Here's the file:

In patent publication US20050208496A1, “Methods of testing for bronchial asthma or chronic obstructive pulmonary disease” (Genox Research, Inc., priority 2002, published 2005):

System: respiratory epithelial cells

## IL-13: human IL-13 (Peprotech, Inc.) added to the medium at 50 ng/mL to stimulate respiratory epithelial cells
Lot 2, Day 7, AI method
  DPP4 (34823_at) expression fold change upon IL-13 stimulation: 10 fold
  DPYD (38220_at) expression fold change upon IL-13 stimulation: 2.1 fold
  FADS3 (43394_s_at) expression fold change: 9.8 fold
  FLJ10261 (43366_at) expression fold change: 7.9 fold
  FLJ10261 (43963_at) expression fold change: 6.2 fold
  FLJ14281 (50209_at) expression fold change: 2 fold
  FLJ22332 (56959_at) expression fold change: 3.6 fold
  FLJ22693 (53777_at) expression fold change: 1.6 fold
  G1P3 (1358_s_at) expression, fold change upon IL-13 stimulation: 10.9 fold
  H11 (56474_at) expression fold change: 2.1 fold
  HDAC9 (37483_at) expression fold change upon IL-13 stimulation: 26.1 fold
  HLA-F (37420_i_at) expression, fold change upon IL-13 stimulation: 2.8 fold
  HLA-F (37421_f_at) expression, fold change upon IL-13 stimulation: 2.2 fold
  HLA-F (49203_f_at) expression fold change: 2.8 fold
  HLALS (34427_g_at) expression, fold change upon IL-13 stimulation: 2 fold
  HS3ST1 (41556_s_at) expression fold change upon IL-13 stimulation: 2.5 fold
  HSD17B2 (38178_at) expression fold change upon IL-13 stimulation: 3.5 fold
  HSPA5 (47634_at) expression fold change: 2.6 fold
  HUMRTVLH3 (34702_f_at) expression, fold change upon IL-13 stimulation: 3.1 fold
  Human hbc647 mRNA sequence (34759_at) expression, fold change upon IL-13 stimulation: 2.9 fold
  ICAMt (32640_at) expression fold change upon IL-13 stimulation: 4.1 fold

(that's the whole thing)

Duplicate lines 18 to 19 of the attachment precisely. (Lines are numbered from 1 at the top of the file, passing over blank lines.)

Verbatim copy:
  HLA-F (49203_f_at) expression fold change: 2.8 fold
  HLALS (34427_g_at) expression, fold change upon IL-13 stimulation: 2 fold